Which of these best represents the feedback you give students:
_____1. Nothing
_____2. A grade / score
____ 3. A general praise such as “Good job!”
____ 4. A more specific praise such as “Good paragraph!”
____ 5. A very specific praise such as “Strong topic sentence supported by three different examples!”
____ 6. A general improvement such as “Do better next time!”
____ 7. A general improvement such as “Write better paragraphs!”
____ 8. A general improvement such as “Write stronger paragraph with a topic sentence that clearly indicates the point that you are going to prove.”

You get 1 point for #5 and 1 point for #8. You get a zero for all the others since they do not give the student specific information about how to improve.

What was your score? What will you do to do better the next time? How can you set up a specific help comments word processing file that you can cut and paste from?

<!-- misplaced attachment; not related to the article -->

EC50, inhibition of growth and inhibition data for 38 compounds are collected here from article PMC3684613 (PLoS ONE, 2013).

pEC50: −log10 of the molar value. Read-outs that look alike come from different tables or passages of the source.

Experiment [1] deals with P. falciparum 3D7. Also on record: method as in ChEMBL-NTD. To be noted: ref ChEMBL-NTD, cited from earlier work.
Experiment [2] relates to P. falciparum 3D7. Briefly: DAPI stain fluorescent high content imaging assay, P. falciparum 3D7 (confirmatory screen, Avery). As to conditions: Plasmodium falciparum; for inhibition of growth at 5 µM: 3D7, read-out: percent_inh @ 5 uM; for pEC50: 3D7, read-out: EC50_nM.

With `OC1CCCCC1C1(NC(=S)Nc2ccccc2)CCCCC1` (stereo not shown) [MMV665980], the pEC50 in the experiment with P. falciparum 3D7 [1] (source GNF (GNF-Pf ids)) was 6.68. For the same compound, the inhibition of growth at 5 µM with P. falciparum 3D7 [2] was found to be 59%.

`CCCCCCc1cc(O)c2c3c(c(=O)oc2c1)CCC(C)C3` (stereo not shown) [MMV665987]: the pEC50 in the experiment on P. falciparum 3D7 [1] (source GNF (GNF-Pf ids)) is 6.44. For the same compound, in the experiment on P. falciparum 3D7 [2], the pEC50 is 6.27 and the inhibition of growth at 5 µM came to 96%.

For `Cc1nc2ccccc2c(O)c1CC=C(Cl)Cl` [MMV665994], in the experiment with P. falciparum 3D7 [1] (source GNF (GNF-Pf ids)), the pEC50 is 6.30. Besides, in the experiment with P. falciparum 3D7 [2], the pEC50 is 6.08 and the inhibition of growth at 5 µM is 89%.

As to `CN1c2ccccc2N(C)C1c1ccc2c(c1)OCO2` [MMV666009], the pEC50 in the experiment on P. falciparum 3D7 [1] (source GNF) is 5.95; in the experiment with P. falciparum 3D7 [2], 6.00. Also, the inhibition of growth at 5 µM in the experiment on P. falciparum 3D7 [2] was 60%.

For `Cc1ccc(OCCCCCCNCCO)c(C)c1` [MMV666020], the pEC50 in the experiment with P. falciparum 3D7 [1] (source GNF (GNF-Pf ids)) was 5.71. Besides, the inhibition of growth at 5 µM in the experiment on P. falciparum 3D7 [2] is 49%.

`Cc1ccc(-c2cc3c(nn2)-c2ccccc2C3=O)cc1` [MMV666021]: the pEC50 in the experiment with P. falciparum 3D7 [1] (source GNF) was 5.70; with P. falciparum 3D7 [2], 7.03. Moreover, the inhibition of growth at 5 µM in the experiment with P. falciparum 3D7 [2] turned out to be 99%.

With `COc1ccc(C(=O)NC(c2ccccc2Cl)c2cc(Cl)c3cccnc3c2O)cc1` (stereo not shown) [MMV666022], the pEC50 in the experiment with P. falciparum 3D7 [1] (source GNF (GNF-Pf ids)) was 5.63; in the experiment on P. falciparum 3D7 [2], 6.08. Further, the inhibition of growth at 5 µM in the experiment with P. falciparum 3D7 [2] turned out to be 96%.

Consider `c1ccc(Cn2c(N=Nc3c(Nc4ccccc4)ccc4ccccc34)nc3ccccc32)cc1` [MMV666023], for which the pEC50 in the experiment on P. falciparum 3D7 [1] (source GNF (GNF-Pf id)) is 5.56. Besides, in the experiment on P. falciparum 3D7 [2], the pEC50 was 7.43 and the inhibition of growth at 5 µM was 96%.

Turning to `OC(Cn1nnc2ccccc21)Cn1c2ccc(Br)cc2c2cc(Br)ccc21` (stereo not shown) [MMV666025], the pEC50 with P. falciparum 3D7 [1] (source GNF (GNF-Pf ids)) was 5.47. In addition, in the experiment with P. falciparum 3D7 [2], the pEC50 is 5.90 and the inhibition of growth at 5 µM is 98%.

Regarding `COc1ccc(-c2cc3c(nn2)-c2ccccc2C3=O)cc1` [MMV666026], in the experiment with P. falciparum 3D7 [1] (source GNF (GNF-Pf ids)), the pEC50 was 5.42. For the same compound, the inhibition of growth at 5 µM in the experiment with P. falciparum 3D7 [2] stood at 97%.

Speaking World Languages Through Technology

Does technology contribute to conversations?

I am trying to help my son get ready for his first year of teaching Spanish. He’ll have three preps. I am amazed that there are not more online resources to help him in a conversational manner. There are plenty of grammar and of vocabulary sites. I have not found any that promote communication. (I’m counting basic restaurant dialogues as vocabulary since students memorize the conversation.) I do not see collections of pictures that students can ask questions about, pretend to be the people in the situation, explain what is happening, etc. A picture of a statue of Don Quixote does not promote communication. A street scene with a store and people doing things encourages real language use. Likewise, I do not find many real conversations that he can play/download for his class. Sure commercial companies have teaser ones but I could not easily find real conversations (a great use for podcasting). So much technology and so little real life language use. So much technology being used for lower level skills but not for the actual purpose of language which is to being able to converse with another person.